Locals from Lake Tyers, a small Aboriginal community in East Gippsland, set up a roadblock leading into their township on March 8.
The action was to protest against a Victorian government-imposed administrator and call for a return to democracy in their community.
The only exceptions allowed through the blockade were health service employees and school buses.
In the early 1970s, all land in Lake Tyers was handed back to the local Indigenous community under the Aboriginal Lands Act. The Lake Tyers Aboriginal Trust was established as the governing body, which meant that members of the community became members of the trust.
However, in 2005, Aboriginal Affairs Victoria (AAV) disbanded the community council, citing “a breakdown of authority, accompanied by violence”.
Since then, the Lake Tyers council has been made up of representatives from AAV, led by trust administrator Simon Wallace-Smith.
All but two of the previous local community members on the council were sacked. The two local community members sitting as board members on the council have often gone unheard and have been outvoted on key issues by the AAV representatives.
Some legal experts said both the government and AAV may be in breach of state, federal and international laws by denying the community the right to vote. What locals want is quite simple: the previous community board reinstated.
In a March 8 media release, local Aboriginal trust member Leanne Edwards described the unfair treatment of locals from the Gunai and Kurnai tribes as being a “Northern Territory-style intervention”. She also said the AAV board “has basically just moved in and taken over with no consultation with the local community”.
The expected government backlash in response to the blockade was not far away either. Since March 8, the Victorian government has cancelled a breakfast scheme and homework program aimed at school children, and several other community services.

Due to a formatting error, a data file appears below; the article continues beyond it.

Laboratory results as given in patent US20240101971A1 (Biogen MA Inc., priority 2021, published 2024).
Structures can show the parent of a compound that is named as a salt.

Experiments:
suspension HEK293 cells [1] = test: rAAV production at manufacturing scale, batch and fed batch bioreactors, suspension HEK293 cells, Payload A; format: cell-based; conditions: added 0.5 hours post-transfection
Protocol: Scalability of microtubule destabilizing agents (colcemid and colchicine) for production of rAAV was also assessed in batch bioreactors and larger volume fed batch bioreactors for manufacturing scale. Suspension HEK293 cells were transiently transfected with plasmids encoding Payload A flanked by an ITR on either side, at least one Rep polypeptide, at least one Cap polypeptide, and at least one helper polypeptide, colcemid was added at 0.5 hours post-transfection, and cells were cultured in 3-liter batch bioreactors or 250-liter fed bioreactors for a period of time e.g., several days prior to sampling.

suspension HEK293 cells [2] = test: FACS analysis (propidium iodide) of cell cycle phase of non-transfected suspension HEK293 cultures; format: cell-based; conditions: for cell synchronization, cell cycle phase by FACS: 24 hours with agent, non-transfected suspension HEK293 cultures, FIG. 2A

The ABC reported on March 18: “Executive Director of Aboriginal Affairs Victoria, Ian Hamm, said programs have been cancelled because the government could not guarantee the safety of the workforce in the absence of the administrator and manager.”
However, there are no fewer than 25 non-Indigenous people employed within the community — all performing roles safely. But the protesters say that people from the local community could perform these roles.
Other issues of contention include the fact that houses are being built on Aboriginal land without prior consultation with traditional owners and the current governing trust is also building sewerage lines through the middle of sacred Aboriginal sites.
The government says the construction projects are part of a “10 point plan” to “close the gap” in Lake Tyers.
However, Lake Tyers community elder Janey Proctor told the ABC that “community locals are fed up with the administrator and the Justice Department marching in telling them what they're going to do and how they're going to do it”.
“We don't want to be told what to do by non-Indigenous people that don't even live here and only come here on a 9-5 basis.
“It's time community affairs were put back in to the hands of the community,” she said.